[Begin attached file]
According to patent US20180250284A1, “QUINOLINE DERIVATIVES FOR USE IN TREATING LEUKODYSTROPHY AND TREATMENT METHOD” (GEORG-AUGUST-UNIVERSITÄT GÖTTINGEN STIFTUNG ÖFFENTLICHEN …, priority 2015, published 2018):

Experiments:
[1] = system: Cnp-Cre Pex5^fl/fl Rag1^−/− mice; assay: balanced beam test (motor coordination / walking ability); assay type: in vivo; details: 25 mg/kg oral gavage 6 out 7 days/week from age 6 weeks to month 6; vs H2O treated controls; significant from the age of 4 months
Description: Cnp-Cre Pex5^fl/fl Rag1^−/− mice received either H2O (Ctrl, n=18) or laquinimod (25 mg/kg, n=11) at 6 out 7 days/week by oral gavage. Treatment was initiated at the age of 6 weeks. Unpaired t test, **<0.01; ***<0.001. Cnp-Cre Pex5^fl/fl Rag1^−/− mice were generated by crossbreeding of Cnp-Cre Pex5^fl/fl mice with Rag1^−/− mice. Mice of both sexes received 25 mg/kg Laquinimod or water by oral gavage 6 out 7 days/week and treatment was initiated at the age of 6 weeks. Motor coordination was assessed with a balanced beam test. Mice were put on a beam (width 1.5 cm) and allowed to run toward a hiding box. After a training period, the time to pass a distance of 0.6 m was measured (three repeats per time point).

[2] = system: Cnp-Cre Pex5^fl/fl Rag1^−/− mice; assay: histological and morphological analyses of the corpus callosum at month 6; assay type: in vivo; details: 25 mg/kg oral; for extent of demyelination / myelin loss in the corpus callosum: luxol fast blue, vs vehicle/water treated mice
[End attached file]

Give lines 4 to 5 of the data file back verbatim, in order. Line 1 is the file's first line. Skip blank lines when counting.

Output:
Description: Cnp-Cre Pex5^fl/fl Rag1^−/− mice received either H2O (Ctrl, n=18) or laquinimod (25 mg/kg, n=11) at 6 out 7 days/week by oral gavage. Treatment was initiated at the age of 6 weeks. Unpaired t test, **<0.01; ***<0.001. Cnp-Cre Pex5^fl/fl Rag1^−/− mice were generated by crossbreeding of Cnp-Cre Pex5^fl/fl mice with Rag1^−/− mice. Mice of both sexes received 25 mg/kg Laquinimod or water by oral gavage 6 out 7 days/week and treatment was initiated at the age of 6 weeks. Motor coordination was assessed with a balanced beam test. Mice were put on a beam (width 1.5 cm) and allowed to run toward a hiding box. After a training period, the time to pass a distance of 0.6 m was measured (three repeats per time point).

[2] = system: Cnp-Cre Pex5^fl/fl Rag1^−/− mice; assay: histological and morphological analyses of the corpus callosum at month 6; assay type: in vivo; details: 25 mg/kg oral; for extent of demyelination / myelin loss in the corpus callosum: luxol fast blue, vs vehicle/water treated mice